WASHINGTON, D.C. (KGO) -- Republicans in the U.S. Senate employed what they call the "nuclear option" Thursday to change the rules and eliminate the filibuster as a tool to block Supreme Court nominations.
The move clears the path for president trump's pick judge Neil Gorsuch.
"Historically, it used to be the case that to stop a filibuster, you needed 60 votes. Now the nominations for the supreme court cannot be filibustered," St. Mary's College Politics Professor Steve Woolpert said.
RELATED: The nuclear option Republicans are using to confirm Neil Gorsuch
Woolpert says the option implemented by the senate could affect the makeup of the Supreme Court for decades to come.
"In the future, if there are other vacancies on the supreme court, during Trump's presidency, he will have an easier time getting an appointment that suits his point of view on policy because filibuster won't be an option," Woolpert said.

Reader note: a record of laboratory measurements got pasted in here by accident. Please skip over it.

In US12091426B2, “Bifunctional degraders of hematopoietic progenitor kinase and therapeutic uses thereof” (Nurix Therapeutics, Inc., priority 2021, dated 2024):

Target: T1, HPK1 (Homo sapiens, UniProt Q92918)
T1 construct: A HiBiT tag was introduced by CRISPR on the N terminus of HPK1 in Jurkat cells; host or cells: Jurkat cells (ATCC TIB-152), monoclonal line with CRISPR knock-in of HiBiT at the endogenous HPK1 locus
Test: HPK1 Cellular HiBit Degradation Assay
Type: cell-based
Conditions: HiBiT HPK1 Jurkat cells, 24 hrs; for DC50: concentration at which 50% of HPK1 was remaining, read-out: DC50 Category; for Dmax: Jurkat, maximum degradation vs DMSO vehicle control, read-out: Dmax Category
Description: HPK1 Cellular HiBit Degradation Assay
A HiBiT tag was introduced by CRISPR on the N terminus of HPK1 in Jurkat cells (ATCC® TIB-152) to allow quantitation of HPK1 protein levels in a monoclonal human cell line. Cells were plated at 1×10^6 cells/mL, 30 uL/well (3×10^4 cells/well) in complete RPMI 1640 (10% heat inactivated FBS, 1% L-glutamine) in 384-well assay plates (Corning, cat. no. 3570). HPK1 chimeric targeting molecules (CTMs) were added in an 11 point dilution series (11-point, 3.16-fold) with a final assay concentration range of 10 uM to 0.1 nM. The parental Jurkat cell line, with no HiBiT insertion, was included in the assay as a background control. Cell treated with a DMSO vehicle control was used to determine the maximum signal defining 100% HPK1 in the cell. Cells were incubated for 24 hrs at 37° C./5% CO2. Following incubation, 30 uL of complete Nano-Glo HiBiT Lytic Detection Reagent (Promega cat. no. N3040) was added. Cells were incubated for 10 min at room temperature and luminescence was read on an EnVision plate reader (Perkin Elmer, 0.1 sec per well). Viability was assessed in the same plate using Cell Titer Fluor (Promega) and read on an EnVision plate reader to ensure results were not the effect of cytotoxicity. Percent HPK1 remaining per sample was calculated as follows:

"Supreme Court nomination was something we expected to be a potential flashpoint," U.C. Berkeley Political Science Chair Eric Schickler said.
Schickler is the co-author of the 2006 book "Filibuster: Obstruction and Lawmaking in the U.S. Senate."
Click here for more stories about President Trump.
Though they knew it would fail Schickler believes Democrats had no choice but to filibuster Gorsuch after Republicans refused even a hearing last year for President Obama's nominee Merrick Garland.
"I think they felt they had to take a stand for the constituents who were really angry about the treatment of Merrick Garland," Schickler said.
Gorsuch is expected to be easily confirmed with a simple majority as the newest U.S. Supreme Court Justice Friday evening.
Republicans employ 'nuclear option' to advance Gorsuch toward Supreme Court
More TOP STORIES News